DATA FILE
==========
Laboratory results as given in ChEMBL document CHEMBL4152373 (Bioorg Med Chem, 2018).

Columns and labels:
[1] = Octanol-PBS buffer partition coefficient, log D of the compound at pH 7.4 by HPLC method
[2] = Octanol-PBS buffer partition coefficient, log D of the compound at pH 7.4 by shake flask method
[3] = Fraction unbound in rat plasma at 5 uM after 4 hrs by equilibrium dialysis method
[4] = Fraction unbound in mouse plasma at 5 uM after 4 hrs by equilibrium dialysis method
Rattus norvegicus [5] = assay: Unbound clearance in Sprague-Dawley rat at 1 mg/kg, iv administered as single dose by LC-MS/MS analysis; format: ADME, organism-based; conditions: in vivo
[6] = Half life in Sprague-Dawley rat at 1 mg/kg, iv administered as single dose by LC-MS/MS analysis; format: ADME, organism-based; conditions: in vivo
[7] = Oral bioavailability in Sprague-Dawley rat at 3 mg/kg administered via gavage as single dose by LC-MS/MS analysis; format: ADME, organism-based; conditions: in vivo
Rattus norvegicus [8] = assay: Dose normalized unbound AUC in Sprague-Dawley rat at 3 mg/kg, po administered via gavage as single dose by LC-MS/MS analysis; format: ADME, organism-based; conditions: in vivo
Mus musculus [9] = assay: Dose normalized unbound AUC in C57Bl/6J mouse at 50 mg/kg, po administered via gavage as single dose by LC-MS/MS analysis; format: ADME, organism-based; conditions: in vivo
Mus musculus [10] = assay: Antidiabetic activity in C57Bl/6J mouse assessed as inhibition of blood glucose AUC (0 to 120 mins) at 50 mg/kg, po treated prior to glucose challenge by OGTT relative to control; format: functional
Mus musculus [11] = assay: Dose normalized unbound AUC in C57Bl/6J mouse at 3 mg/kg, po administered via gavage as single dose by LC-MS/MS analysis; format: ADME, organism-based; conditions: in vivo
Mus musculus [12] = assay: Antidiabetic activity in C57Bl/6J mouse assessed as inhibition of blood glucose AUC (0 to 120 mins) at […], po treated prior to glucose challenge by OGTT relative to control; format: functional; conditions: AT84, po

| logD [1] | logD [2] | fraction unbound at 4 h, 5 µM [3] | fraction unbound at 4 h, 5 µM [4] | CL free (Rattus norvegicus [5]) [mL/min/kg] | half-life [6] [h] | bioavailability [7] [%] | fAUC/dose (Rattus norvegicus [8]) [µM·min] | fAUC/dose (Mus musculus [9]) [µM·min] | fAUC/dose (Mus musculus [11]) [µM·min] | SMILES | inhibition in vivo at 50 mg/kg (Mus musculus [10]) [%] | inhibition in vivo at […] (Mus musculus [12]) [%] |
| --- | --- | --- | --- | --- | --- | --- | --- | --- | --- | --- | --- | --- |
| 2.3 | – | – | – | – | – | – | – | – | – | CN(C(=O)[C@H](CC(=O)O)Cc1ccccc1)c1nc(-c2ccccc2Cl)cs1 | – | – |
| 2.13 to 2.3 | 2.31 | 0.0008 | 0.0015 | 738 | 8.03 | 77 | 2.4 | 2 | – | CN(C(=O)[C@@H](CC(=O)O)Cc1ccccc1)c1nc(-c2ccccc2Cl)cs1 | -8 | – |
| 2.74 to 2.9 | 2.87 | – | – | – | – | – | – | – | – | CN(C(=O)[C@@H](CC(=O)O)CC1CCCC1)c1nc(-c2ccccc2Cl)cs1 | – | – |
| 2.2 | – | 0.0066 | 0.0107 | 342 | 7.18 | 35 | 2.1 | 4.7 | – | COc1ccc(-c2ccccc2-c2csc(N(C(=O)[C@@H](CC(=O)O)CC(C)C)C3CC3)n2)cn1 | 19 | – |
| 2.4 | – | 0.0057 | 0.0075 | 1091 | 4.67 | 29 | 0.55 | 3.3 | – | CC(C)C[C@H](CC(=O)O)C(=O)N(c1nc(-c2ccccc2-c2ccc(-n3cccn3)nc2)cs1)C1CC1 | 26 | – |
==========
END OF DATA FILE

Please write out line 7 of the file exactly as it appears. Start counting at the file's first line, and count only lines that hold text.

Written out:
Rattus norvegicus [5] = assay: Unbound clearance in Sprague-Dawley rat at 1 mg/kg, iv administered as single dose by LC-MS/MS analysis; format: ADME, organism-based; conditions: in vivo